Siemens honors Mireo Plus H design manager as part of 2021 Inventors of the Year program

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Siemens has announced the winners of its Inventors of the Year 2021 program, with design manager De-Niang Maria Peymandar at Siemens Mobility in Krefeld, Germany, picking up the Newcomer award. Peymandar is responsible for the integration of the fuel cells in Siemens’ new Mireo Plus H hydrogen train.

The Inventors of the Year 2021 program honors particularly outstanding researchers and developers whose innovations have significantly contributed to the company’s success while benefiting society. Recognition is given in five categories: Newcomers, Open Innovation, Outstanding Invention, Lifetime Achievement and Design and User Experience.

Alongside Deutsche Bahn, Siemens Mobility is working toward making hydrogen usable as an energy supplier for multiple units. The trains will be equipped with fuel cells for this purpose. The ultimate aim is to replace diesel-powered trains, which run on nearly half of the railroad lines in Europe.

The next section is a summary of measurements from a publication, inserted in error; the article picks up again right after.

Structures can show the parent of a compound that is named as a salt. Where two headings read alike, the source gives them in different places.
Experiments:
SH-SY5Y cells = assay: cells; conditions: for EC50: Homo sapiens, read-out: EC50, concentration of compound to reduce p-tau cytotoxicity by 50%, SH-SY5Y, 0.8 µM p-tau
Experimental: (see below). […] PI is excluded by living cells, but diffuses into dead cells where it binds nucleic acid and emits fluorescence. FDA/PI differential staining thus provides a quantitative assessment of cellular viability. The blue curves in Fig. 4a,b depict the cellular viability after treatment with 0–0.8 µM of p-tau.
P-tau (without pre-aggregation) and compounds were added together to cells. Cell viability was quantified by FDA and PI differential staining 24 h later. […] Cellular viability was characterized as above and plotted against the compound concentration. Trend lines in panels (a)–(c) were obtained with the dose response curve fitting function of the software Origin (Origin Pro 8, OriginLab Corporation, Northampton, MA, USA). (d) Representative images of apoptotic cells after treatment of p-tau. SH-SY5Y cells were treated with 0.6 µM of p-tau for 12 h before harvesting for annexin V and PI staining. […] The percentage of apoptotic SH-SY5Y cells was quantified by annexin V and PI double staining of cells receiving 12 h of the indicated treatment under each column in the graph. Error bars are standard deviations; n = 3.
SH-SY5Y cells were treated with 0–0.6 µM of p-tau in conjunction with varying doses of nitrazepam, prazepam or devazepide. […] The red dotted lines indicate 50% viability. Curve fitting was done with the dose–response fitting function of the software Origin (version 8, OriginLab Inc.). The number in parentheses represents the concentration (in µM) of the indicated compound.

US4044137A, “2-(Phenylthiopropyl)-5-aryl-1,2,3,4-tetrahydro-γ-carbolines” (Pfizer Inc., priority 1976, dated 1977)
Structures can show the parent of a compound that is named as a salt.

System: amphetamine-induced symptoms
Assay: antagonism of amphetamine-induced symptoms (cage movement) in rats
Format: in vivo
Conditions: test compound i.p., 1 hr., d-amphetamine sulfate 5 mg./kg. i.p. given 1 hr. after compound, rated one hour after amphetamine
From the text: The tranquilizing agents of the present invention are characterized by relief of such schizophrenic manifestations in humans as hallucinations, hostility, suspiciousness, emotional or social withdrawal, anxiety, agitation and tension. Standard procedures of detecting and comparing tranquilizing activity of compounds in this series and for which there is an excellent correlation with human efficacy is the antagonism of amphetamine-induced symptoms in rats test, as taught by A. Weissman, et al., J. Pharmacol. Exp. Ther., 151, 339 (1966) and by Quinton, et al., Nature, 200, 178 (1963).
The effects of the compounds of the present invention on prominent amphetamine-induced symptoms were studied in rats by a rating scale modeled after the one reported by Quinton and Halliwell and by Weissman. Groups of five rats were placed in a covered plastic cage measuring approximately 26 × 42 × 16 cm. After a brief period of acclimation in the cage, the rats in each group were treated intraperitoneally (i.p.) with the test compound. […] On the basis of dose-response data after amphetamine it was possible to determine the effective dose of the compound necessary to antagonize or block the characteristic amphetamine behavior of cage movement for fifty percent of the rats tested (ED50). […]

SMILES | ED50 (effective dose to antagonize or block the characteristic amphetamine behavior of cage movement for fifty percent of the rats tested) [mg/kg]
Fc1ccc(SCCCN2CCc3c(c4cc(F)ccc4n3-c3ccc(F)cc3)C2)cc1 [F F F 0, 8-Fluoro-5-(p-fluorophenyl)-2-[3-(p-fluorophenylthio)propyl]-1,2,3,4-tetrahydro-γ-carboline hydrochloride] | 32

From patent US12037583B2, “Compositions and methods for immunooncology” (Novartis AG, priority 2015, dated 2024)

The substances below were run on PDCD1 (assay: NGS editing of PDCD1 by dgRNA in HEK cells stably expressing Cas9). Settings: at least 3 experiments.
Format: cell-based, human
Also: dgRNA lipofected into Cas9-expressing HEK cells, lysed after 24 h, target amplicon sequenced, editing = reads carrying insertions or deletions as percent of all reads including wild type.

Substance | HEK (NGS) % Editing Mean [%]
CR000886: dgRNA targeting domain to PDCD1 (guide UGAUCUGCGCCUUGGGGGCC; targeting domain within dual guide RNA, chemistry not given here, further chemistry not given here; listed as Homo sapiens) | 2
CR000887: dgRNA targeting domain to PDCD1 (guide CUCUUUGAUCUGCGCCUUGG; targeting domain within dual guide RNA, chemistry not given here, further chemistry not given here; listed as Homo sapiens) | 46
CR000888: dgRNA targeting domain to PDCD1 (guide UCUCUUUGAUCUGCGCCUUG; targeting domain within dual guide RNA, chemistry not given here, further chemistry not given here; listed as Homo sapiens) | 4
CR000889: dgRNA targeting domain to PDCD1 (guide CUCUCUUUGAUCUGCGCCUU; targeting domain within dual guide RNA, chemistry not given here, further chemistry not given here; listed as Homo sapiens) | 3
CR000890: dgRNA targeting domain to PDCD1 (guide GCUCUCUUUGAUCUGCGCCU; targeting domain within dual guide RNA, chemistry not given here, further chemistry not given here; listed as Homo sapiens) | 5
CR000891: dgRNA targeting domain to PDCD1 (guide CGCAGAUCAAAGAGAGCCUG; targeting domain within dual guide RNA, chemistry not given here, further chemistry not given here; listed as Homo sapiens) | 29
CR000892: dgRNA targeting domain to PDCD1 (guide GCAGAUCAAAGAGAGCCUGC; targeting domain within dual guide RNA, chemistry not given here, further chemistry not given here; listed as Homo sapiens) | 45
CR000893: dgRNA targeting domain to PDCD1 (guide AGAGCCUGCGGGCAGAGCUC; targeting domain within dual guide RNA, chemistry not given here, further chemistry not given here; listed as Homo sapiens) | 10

“I am convinced that green hydrogen offers a lot of potential to reduce our emissions from transport and meet our climate goals. In a project with Deutsche Bahn (DB), we will be equipping a Mireo train with fuel cells from January 2022. We are testing a completely new overall system consisting of a hydrogen-powered train and a newly designed filling station,” said Peymandar.

As a design manager, Peymandar is responsible for testing, acceptance, and integration of the fuel cell system on the vehicle. During the development of the prototype for the project with DB, Peymandar developed and patented an idea in which the bipolar plates of a fuel cell are mounted in such a way that the circulating air cools them while the train is moving.

“The air is suppled from the train’s surroundings via an air duct,” explained Peymandar in Siemens Mobility’s coverage of the Inventors of the Year program. “This approach would have a stunning effect: it would make the fuel cell more efficient, cheaper and ultimately greener as we would have to spend less energy on cooling.” It could even eliminate the cooling pump, noted Peymandar.